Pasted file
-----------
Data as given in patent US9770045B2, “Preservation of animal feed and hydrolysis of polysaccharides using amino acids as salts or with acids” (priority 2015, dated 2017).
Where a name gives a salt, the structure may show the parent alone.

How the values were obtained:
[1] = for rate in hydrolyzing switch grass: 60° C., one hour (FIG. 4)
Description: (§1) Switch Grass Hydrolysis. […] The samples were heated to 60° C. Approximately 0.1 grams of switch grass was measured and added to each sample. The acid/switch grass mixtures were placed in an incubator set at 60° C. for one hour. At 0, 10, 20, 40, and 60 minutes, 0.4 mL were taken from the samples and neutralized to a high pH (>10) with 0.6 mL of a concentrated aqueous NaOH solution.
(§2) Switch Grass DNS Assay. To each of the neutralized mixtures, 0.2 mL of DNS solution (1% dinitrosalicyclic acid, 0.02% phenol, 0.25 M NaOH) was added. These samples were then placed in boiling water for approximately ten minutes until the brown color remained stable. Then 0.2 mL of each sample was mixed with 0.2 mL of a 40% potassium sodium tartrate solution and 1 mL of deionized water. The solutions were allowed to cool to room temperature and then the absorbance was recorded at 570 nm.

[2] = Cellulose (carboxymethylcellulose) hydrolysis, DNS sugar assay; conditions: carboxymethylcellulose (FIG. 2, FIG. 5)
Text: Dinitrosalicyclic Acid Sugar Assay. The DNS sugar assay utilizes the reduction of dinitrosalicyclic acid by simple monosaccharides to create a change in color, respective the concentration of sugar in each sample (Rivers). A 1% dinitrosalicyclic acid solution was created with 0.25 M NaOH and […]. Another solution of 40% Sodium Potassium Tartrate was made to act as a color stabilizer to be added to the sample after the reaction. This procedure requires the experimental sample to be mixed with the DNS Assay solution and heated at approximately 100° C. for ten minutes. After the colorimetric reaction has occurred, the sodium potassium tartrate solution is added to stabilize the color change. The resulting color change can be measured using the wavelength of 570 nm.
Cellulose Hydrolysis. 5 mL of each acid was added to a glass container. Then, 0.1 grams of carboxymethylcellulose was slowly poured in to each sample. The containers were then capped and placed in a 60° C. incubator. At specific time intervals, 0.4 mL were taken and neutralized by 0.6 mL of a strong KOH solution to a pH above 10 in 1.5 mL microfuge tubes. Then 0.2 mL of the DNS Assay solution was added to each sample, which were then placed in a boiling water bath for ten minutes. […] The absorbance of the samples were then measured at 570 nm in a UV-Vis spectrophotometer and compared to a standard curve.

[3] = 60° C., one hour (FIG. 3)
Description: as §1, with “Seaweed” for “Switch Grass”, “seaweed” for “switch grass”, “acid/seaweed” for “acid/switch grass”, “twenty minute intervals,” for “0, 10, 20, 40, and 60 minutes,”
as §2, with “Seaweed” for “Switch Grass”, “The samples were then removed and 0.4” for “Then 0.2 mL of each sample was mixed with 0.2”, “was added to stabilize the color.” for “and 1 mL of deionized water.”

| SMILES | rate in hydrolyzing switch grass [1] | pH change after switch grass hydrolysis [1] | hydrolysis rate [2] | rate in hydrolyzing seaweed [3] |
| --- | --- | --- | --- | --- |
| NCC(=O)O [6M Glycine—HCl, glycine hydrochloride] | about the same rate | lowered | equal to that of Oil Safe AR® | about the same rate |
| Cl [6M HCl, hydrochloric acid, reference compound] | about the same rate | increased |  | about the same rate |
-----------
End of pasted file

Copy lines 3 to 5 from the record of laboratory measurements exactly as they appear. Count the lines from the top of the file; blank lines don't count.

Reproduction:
How the values were obtained:
[1] = for rate in hydrolyzing switch grass: 60° C., one hour (FIG. 4)
Description: (§1) Switch Grass Hydrolysis. […] The samples were heated to 60° C. Approximately 0.1 grams of switch grass was measured and added to each sample. The acid/switch grass mixtures were placed in an incubator set at 60° C. for one hour. At 0, 10, 20, 40, and 60 minutes, 0.4 mL were taken from the samples and neutralized to a high pH (>10) with 0.6 mL of a concentrated aqueous NaOH solution.